I’ve definitely seen some other projects on the iPhone and I watched those before we made this - but I wanted to push the boundaries a little more with this project. I wanted this project to feel like any of the other projects that we’ve done with the available technology, by putting the iPhone on a drone, a Movi handheld gimbal, skating with it, shallow depth of field shots, macro shots, etc. - like that macro shot of Malto’s eye or that other macro shot in the credits of the pipe where you can see the bug crawling on it [laughs]. Those type of little things... I’ve never seen shots like that before on an iPhone. I just kind of incorporated my normal shooting shooting style into what I shot with these rigs.
BG: Let’s rewind the clock a bit. In the behind the scenes video, you mentioned that you had a skateboarding background. What inspired you to transition to becoming a filmmaker?
Ty: I started skateboarding when I was eleven years old. I’m forty-two years old now and I skateboard almost every day, it’s just something that I grew up here doing in Southern California. It was just something that I’ve always gravitated towards and my life and friends have always sort of revolved around it. My friends got better at skateboarding and some of them ended up going pro. I was never that great at skateboarding - I just enjoyed doing it - so I was the guy who'd grab the camera when it was around and start filming my friends [laughs]. So it just kind of happened naturally, where I kind of knew that I wanted to be a filmmaker and I just keep pursuing it and chipping away at it. I never went to film school; I taught myself everything and I'm still learning and teaching myself to this day. For example, on this project I just grabbed the iPhone and the gear and figured out how to make it work [laughs]. I feel like filmmaking is all just one big challenging puzzle and it’s gratifying to figure out how to solve it.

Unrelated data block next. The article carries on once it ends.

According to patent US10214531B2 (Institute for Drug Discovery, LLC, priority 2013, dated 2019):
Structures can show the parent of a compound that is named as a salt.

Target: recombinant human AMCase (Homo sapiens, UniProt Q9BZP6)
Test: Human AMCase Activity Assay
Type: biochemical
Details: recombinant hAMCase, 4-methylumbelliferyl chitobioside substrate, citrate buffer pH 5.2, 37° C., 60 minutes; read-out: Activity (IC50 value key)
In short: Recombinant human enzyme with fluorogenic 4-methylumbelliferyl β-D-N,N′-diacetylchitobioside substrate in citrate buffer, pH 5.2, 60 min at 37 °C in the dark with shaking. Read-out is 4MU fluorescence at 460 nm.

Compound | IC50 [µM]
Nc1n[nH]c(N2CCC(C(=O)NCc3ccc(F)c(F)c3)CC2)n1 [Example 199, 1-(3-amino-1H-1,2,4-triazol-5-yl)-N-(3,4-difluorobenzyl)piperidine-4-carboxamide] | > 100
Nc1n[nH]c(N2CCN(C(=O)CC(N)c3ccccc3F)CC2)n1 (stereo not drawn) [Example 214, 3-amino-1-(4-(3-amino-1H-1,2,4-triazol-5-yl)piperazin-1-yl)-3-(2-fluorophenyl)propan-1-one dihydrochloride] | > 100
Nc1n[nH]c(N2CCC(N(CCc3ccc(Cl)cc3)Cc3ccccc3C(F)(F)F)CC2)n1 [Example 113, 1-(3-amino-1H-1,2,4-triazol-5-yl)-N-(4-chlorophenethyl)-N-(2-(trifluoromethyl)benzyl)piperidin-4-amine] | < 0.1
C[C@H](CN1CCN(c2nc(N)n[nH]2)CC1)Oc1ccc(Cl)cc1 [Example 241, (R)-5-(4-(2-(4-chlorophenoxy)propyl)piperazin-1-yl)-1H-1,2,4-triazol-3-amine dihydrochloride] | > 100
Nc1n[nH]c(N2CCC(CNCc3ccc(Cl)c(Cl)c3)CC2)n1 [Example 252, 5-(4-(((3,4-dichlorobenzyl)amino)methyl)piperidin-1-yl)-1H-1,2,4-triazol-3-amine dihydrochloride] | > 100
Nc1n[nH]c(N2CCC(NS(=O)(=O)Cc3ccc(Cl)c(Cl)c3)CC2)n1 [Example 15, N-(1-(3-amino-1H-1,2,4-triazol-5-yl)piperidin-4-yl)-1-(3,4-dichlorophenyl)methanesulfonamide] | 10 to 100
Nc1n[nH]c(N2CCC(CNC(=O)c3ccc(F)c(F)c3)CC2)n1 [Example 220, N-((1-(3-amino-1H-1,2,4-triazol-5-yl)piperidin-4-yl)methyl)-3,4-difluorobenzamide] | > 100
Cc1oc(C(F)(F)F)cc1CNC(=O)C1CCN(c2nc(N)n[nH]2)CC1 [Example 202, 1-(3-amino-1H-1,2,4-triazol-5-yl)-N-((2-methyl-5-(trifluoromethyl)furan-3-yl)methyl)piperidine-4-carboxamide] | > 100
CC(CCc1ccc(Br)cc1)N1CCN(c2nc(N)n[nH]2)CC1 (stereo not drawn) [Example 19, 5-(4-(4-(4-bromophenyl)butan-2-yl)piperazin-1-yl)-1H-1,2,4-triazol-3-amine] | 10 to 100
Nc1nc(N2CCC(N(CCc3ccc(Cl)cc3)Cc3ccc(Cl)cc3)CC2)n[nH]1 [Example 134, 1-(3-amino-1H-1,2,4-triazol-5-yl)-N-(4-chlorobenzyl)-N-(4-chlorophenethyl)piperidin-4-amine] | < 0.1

BG: With filmmaking, what is one of the hardest skills that you’ve had to master?
Ty: I view filmmaking almost like you’re leaving your mark on the world, and I think that that is the most challenging thing - you want to make each film bigger and better than the one before. No one wants to repeat themselves, and no one wants to do something less innovating than what they’ve done before. Some ways you can look at it is by thinking about how to make the story better and how you can use different equipment or do different things to present the story in a different way, like shoot it in 3D or virtual reality. I’m always looking for something new to keep things fresh.
I think with this project it made the most sense just diving into Sean’s story and really trying to tell his story. Even someone who doesn’t watch skateboarding can watch the film and "get it" right away. On top of that, using an iPhone the way it has never been used before with this gear: the lenses, the adapter, the drone, the gimbal, getting the shallow depth of field,etc... made it a much different package. I think it turned out amazing. BG
For more information on Ty Evans and Ghost Digital Cinema, visit their website, Facebook, Twitter and Instagram (GDC) and Ty's personal Instagram. You can also watch the behind the scenes video from MALTO here to see what gear they used.